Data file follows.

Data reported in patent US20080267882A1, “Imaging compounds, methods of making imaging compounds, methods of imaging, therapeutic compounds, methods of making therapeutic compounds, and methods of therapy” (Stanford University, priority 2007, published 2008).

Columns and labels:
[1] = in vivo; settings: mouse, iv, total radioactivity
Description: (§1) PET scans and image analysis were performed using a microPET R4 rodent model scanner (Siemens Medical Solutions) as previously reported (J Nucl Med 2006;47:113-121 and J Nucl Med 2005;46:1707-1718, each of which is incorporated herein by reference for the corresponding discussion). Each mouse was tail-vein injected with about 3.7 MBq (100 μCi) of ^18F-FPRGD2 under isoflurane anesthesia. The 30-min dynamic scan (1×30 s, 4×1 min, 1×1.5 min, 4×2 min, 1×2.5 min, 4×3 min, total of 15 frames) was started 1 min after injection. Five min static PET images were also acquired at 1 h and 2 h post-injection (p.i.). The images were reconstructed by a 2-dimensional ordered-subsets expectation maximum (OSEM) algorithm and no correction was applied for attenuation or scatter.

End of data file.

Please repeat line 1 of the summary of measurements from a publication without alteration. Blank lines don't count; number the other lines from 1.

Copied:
Data reported in patent US20080267882A1, “Imaging compounds, methods of making imaging compounds, methods of imaging, therapeutic compounds, methods of making therapeutic compounds, and methods of therapy” (Stanford University, priority 2007, published 2008).